Catch up on the third daily habit

“Being fully present is one of the greatest gifts you can give.”

On Sunday Christoph Lindner spoke about the third daily habit  (One hour with phone off). Catch up on the talk here:

 

 

Bishop of London thanks parishes and public as Covid-19 measures lift

Read the complete article here…

Sarah Mullally, The Bishop of London, has thanked front line workers, parishes, and all who have made sacrifices to help protect one another from Covid-19, as England prepares to move away from ‘plan B’ restrictions on Thursday.

Bishop Sarah, who chairs the Church of England’s Covid Recovery Group, was speaking as new advice was published by the Church of England ahead of Thursday’s change of national rules.

She said: “When the first measures to curb the spread of Covid-19 were introduced in March 2020, few would have imagined that we would still be making adaptations to the way we live our lives – including our worship – almost two years on.

“It has been a very challenging time.

“People have made huge sacrifices to protect one another – not only those they know and love but strangers they might never meet. We’ve learnt again as society something of what it means to love our neighbour, as Jesus taught.

“And it has certainly not been without cost.

“The loneliness and isolation many have experienced; the impact on people’s mental health; the lost jobs and failed businesses and strained relationships must not be overlooked.

“Yet, terrible as the toll from this virus has been, and continues to be, the actions people have taken have saved lives and prevented countless infections, with all the potential long-term consequences that could go with them.

“We may never know what good has been done.

“So as we can begin to look forward with cautious hope, we once again thank those who have done so much to protect us all – particularly our NHS, carers and other front line workers.

“I want to thank everyone who has made sacrifices for others. I think particularly of younger people who, though often least at risk, have sometimes given up the most.

“And I want especially to thank our clergy, parish volunteers and congregations for all you are doing – not simply to keep worship going, but to innovate with bold and remarkable new ways of doing so; reaching new people and, of course, serving your communities.

“As ‘plan B’ restrictions come to an end the future remains uncertain and we must continue to be cautious. In our churches government rules have been eased but I would still encourage congregations to consider what mitigation can best protect others.

“As we look now towards spring and the vivid demonstration of new life it offers us, my prayer is that we won’t forget what we’ve learnt; that we take this opportunity to thank others and that we look with hope to the future.”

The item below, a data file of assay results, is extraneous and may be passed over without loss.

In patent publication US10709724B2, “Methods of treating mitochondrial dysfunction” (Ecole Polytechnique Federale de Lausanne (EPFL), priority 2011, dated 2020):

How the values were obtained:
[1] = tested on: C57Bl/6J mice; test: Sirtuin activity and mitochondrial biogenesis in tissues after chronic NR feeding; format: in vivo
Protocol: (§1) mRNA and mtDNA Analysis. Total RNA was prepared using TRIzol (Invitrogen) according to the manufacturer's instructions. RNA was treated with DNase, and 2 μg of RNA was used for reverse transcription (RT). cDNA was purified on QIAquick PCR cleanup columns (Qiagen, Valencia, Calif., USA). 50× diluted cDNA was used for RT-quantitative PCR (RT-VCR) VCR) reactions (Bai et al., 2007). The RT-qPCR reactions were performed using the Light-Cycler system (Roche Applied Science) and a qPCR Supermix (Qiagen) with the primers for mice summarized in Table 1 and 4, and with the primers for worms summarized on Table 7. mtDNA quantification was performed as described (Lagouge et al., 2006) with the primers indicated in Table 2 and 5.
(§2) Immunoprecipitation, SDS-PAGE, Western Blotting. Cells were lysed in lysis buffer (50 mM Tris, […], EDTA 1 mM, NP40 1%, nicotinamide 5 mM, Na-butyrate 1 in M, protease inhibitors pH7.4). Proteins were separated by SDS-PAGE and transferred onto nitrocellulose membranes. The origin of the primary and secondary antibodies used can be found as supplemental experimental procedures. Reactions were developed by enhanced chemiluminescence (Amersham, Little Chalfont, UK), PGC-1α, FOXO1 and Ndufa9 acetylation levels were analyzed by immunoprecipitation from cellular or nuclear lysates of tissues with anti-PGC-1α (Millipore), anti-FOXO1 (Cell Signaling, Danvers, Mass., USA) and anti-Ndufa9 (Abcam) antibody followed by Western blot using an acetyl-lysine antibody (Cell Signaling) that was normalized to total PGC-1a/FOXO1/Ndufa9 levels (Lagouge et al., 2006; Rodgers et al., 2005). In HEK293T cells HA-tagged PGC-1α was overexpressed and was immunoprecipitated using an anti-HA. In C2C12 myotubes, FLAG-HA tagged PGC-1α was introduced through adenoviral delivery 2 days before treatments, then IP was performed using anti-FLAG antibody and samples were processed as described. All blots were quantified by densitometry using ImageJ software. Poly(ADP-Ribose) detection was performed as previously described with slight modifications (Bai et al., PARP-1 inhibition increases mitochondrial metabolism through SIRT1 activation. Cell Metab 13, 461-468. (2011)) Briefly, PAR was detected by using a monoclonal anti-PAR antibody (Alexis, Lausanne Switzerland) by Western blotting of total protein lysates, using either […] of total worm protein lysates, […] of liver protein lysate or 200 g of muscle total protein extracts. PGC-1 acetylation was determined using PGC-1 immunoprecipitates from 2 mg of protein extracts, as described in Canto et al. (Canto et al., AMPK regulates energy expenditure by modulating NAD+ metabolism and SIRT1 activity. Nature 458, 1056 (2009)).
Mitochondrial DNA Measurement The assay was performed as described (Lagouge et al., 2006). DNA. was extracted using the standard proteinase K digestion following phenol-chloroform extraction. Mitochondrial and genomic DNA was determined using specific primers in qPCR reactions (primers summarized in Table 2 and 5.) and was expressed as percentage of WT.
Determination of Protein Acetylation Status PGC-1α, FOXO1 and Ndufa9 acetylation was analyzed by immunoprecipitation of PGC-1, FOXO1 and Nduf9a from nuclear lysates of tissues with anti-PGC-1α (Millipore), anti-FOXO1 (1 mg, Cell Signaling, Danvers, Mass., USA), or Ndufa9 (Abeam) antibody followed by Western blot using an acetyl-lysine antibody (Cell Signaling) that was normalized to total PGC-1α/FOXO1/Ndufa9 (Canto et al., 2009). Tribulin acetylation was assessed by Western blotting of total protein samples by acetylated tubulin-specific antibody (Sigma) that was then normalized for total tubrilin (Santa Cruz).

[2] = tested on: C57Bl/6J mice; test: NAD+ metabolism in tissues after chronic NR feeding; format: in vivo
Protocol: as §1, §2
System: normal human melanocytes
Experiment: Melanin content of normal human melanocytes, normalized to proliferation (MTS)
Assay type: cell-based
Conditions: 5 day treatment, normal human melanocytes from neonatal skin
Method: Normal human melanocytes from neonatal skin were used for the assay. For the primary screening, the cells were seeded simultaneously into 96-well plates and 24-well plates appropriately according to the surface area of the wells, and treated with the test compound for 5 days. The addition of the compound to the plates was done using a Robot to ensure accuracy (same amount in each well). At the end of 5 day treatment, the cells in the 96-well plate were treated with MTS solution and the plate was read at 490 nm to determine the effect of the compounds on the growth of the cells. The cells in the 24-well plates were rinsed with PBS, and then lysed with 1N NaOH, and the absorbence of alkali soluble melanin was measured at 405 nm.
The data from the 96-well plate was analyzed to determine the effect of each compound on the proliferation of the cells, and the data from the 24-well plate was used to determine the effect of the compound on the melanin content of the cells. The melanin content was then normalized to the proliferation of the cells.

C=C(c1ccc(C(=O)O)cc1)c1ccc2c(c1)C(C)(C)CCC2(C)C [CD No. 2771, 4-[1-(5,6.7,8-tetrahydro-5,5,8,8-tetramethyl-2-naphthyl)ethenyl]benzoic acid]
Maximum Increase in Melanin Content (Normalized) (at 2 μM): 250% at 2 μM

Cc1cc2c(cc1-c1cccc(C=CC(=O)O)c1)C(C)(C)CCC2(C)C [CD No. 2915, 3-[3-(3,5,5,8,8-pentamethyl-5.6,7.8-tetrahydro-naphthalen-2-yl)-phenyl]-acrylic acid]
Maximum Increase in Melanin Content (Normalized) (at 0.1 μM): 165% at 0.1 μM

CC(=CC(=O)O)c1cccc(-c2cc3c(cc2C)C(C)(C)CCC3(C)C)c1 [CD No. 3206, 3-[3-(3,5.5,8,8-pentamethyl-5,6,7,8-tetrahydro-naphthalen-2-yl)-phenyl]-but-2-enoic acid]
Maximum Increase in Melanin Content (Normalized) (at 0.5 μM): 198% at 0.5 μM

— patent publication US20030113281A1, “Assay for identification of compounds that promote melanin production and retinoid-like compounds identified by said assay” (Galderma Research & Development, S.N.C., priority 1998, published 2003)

Avoiding Doom Scrolling

Beautiful weather in Denham on this “Blue Monday”. One thing to stay clear of when you are feeling low: “Doom scrolling”:

Blue Monday: Beating the Winter Blues

Winter can be a difficult season for many of us – especially once Christmas is over.

In our current issue of Denham Parish News (pages 26-27) we offer some tips on how to beat the winter blues…

Click on the link above to read the magazine. The article also contains information about organisations that can help.

 

Here is an excerpt from Ben Palpant’s new book “Letters from the Mountain” (Rabbit Room Press):

EVERYTHING IS GOING MY WAY

An excerpt from Letters from the Mountain.

I’ve heard that we’re born with only two fears: the fear of falling and the fear of loud noises. If true, this reinforces the very real fact that we accumulate fears over time. We undoubtedly manufacture some, but life experiences saddle us with the others. From worry to severe anxiety disorders, from run-of- the-mill fears to irrational phobias, we all live somewhere on anxiety’s broad spectrum. We fear heights, spiders, bats, public speaking, rejection letters, financial collapse, negative judgments, loneliness, memory loss—the list is endless. And these fears bang incessantly on the tin roofing of our hearts.

And if anxiety were not paralyzing enough, it brings discouragement along for company. We listen to fear’s lies, fully knowing they are lies. We look in the mirror each morning and wonder when fear will finally stop being an unwanted house guest.

History offers a long list of faithful God-followers who fought anxiety or depression, some for much of their lives—Moses, Gideon, Jeremiah, Job, Elijah, Jonah, Hannah. Even King David struggled, as evidenced by his psalms, though he had tasted remarkable courage many times, even defeating a lion, a bear, and Goliath. Charles Spurgeon, William Cowper, G. K. Chesterton, and Mother Teresa likewise struggled. Some suffocated so badly beneath the weight that they entertained suicidal thoughts not once, but many times.